• Nutriepigenomics


    • Nutriepigenomics is the study of food nutrients and their effects on human health through epigenetic modifications. There is now considerable evidence that nutritional imbalances during gestation and lactation are linked to non-communicable diseases, such as obesity, cardiovascular disease, diabetes, hypertension, and cancer. If metabolic disturbances occur during critical time windows of development, the resulting epigenetic alterations can lead to permanent changes in tissue and organ structure or function and predispose individuals to disease.

      Epigenetics relates to heritable changes in gene function that occur independently of alterations in primary DNA sequence. Two major epigenetic mechanisms implicated in nutriepigenomics are DNA methylation and histone modification. DNA methylation in gene promoter regions usually results in gene silencing and influences gene expression. While this form of gene silencing is extremely important in development and cellular differentiation, aberrant DNA methylation can be detrimental and has been linked to various disease processes, such as cancer. The methyl groups used in DNA methylation are often derived from dietary sources, such as folate and choline, and explains why diet can have a significant impact on methylation patterns and gene expression. Gene silencing can also be reinforced through the recruitment of histone deacetylases to decrease transcriptional activation. Conversely, histone acetylation induces transcriptional activation to increase gene expression. Dietary components can influence these epigenetic events, thereby altering gene expression and disturbing functions such as appetite control, metabolic balance and fuel utilization.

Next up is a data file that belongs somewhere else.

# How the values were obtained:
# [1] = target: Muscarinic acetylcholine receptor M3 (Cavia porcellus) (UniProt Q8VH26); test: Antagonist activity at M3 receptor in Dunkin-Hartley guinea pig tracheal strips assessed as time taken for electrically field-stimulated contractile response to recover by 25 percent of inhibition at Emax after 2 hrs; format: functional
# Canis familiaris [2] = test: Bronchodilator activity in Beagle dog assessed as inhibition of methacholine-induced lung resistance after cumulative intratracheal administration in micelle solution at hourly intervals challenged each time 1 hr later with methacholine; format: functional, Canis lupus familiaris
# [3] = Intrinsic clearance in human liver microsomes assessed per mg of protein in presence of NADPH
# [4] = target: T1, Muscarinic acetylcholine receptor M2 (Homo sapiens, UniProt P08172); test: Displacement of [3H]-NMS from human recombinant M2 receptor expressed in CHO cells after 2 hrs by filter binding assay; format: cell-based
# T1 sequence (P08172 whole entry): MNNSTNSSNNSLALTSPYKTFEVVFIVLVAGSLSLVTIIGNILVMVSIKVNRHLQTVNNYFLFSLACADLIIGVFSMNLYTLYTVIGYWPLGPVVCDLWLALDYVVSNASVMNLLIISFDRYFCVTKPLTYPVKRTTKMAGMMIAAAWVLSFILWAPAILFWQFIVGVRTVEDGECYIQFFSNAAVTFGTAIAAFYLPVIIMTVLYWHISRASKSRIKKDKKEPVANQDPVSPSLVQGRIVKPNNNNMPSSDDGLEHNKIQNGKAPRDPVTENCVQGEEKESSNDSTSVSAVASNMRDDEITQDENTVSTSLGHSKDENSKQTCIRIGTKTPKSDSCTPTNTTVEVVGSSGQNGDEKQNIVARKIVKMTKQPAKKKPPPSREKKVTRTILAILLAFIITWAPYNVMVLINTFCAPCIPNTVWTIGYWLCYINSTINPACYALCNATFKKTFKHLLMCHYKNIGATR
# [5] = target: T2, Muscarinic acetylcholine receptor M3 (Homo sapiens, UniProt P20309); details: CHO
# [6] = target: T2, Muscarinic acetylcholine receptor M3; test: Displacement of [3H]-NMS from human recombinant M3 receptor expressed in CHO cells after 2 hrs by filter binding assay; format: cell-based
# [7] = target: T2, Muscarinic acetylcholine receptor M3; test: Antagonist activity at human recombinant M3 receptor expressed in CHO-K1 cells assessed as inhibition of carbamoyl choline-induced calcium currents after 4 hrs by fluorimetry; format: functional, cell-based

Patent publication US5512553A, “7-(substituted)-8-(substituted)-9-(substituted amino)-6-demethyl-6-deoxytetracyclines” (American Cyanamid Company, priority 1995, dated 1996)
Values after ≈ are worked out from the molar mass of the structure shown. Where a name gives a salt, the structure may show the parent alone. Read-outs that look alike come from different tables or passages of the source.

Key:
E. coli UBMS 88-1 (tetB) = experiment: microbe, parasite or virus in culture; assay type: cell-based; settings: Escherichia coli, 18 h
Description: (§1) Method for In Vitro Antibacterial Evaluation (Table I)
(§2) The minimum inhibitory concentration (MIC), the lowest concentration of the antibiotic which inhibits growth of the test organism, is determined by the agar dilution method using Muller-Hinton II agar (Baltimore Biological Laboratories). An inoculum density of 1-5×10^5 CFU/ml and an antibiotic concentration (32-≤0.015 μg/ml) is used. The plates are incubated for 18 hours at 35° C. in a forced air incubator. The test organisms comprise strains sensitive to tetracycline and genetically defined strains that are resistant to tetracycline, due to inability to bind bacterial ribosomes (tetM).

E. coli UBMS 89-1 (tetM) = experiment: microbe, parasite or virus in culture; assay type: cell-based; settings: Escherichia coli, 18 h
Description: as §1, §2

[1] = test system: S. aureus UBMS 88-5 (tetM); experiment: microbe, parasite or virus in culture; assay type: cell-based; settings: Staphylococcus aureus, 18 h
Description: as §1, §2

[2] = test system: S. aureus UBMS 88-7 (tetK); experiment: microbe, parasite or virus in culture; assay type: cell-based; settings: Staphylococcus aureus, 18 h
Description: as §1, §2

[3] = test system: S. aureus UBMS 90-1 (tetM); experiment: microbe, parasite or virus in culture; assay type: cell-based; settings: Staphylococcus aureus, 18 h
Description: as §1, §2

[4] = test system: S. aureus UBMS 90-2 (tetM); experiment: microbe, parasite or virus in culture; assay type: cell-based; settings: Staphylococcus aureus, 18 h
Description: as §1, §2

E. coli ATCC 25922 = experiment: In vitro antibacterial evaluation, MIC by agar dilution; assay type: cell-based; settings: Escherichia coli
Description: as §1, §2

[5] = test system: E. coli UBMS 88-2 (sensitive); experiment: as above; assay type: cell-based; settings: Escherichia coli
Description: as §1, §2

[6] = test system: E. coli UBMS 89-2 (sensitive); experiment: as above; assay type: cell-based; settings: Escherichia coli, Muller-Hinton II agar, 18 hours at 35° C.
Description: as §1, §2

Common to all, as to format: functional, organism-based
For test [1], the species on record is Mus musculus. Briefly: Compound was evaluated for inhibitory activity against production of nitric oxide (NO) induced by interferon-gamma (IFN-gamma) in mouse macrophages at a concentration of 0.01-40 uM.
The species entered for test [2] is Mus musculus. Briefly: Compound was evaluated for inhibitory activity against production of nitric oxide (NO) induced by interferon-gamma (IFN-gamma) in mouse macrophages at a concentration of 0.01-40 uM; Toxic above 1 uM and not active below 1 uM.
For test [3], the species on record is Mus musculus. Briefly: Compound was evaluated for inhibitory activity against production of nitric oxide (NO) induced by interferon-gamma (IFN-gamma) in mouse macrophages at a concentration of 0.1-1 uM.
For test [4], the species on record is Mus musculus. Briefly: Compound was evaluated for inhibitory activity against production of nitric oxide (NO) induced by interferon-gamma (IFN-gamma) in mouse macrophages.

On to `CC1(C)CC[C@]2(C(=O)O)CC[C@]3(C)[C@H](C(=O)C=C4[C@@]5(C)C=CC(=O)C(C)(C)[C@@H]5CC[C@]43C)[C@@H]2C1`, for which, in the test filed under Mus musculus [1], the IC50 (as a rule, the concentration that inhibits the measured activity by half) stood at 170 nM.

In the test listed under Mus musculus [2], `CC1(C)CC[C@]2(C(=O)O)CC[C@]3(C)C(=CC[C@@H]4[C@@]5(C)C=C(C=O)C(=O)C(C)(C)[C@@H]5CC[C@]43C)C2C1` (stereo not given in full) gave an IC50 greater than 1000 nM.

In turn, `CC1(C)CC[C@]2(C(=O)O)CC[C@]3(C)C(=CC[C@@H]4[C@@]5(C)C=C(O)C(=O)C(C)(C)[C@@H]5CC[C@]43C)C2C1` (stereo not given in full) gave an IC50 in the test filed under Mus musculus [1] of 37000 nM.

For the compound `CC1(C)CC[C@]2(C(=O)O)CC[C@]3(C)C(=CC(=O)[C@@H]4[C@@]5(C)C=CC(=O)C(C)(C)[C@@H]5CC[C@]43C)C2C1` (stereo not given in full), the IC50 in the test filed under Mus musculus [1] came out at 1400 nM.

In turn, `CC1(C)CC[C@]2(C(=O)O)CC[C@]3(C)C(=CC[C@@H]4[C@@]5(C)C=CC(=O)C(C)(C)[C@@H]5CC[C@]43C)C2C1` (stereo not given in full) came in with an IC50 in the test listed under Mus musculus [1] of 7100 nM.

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    • Nutriepigenomics